The Western Conference Finals matchup has shown how brilliant team basketball can be, but Wednesday night’s game in the East showed just how important individual players still can be in today’s NBA. It wasn’t as though Rondo and Wade didn’t get their teammates involved, because they did, but both players figured out what their team needed them to do and when to do it, resulting in a frenetically fun game down the stretch and into overtime.

It’s going to be difficult for Rondo to outdo himself for Game 3 back in Boston, but it had to worry the Heat that he was able to take on a scoring role  — and excel at that, even from deep — because a less-than-heroic second half from Wade would have steered this series in a whole different direction. That obviously isn’t the case, though, and now the onus is on Boston to figure out the next step in the game plan. It won’t be easy, either, considering even holding Wade to such small contributions through the first 24 minutes wasn’t enough on Wednesday night.

Giannis Antetokounmpo out for Bucks-Suns Eric Bledsoe revenge game

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Giannis Antetokounmpoone of the NBA’s best players – won’t help new Bucks teammate Eric Bledsoe in a revenge game against the Suns tonight.

Not only is Milwaukee missing Mirza Teletovic and John Henson (and Matthew Dellavedova and Jabari Parker), Antetokounmpo is out.

Matt Velazquez of the Milwaukee Journal Sentinel:

Antetokounmpo will miss Wednesday’s game against the Phoenix Suns due to right knee soreness.

Antetokounmpo says his knee soreness is the same injury he dealt with in the off-season, which caused him to withdraw from the Greek national team.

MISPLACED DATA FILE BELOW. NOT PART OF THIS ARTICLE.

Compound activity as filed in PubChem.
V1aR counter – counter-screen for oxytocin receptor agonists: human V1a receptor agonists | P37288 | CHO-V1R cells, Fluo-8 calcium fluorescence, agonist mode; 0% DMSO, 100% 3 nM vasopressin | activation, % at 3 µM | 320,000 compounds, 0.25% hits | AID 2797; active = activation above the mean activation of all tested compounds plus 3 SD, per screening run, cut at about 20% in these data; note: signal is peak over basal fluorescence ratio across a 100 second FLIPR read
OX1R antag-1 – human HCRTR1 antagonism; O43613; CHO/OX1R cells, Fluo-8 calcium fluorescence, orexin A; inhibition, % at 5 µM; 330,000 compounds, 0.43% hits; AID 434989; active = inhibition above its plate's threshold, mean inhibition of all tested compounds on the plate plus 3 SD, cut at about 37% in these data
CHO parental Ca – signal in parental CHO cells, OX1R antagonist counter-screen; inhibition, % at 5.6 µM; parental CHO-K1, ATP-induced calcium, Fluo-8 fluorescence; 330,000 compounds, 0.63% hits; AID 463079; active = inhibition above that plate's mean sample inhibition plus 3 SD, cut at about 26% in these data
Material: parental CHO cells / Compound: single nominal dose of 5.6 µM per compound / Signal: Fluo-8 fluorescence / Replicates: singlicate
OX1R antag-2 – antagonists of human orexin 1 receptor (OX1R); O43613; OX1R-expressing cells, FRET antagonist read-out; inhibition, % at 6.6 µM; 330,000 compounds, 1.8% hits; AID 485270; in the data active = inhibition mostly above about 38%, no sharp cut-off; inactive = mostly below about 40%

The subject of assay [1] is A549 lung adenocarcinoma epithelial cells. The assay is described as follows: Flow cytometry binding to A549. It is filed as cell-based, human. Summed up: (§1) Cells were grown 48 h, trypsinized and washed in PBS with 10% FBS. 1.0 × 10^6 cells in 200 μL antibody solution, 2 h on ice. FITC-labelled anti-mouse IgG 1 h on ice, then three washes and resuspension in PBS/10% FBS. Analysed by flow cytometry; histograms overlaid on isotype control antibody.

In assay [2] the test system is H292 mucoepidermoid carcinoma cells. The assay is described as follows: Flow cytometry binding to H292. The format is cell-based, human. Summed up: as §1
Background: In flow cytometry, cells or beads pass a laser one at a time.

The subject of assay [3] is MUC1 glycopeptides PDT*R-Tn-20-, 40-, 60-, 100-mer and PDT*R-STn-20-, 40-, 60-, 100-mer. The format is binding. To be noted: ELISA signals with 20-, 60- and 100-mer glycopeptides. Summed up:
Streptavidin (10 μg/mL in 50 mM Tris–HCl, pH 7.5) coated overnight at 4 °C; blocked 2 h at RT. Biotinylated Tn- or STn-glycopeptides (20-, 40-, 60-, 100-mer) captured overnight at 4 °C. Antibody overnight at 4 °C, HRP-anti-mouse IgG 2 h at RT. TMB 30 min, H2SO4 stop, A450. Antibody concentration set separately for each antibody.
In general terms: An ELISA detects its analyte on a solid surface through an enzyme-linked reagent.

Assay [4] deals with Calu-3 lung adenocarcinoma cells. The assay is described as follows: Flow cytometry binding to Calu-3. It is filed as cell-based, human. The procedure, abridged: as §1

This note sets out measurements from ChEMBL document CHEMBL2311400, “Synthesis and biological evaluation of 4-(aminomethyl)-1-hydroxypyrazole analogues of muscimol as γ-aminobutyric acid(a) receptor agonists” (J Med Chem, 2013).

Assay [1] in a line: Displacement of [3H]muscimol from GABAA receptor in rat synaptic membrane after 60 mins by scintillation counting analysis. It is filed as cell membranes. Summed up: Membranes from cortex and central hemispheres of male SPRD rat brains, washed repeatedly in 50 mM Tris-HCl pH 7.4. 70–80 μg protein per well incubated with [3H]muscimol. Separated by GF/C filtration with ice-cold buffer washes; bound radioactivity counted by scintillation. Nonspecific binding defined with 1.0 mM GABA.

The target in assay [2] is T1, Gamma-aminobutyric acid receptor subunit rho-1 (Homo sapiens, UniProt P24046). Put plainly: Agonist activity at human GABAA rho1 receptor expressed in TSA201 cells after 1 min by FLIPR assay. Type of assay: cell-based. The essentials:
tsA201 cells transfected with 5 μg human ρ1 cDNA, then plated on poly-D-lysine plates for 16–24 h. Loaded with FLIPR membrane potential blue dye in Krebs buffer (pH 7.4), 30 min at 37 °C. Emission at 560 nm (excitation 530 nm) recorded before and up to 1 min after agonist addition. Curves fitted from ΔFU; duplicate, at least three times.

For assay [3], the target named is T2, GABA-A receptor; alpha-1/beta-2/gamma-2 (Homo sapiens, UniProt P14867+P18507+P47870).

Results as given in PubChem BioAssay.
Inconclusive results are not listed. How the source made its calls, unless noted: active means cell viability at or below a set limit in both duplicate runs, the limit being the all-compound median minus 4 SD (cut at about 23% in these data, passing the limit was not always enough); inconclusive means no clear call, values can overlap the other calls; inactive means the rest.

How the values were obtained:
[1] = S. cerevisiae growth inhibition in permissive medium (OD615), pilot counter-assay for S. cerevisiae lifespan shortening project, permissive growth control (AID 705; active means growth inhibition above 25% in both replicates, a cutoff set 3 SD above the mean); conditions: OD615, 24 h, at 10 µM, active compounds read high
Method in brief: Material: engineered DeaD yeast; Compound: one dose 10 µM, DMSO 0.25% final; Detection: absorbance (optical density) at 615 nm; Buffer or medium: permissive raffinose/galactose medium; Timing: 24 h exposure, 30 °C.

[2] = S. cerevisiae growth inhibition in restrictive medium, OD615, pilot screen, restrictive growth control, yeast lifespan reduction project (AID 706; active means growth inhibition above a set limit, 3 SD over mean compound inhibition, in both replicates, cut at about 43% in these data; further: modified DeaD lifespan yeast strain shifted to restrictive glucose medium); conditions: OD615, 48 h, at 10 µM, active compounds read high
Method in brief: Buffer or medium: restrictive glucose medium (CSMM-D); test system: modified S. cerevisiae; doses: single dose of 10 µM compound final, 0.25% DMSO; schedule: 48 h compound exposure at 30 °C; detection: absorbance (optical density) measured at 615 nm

“It feels good,” Antetokounmpo said after sitting out shootaround. “I’m just trying to be careful with it and not make any damage. That’s it, because it’s a long season and I’m trying to be careful.”

The Bucks have been outscored by 18.6 points per 100 possessions without Antetokounmpo this season (and are +2.3 without him). Phoenix isn’t good, but neither is Milwaukee without Antetokounmpo.

I don’t think Bledsoe will mind a chance to get more aggressive tonight, though.

Report: Mexico City could host NBA’s 31st minor-league team

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NBA commissioner Adam Silver said his league would look into placing a franchise in Mexico City.

Meanwhile, the NBA’s minor-league has affiliates for 26 of 30 NBA teams and counting. The league also has youth academies in China, India, Australia and Senegal – and also counting.

Jonathan Givony of  ESPN:

The NBA will announce a new basketball development and training academy in Mexico City during the Global Games December 7th and 9th, in conjunction with CONADE (Mexico’s National Commission for Physical Culture and Sport) and the Mexican Basketball Federation, sources told ESPN.

Mexico City could emerge as the 31st G League franchise, where prospects from the seven academies graduate up to, according to sources.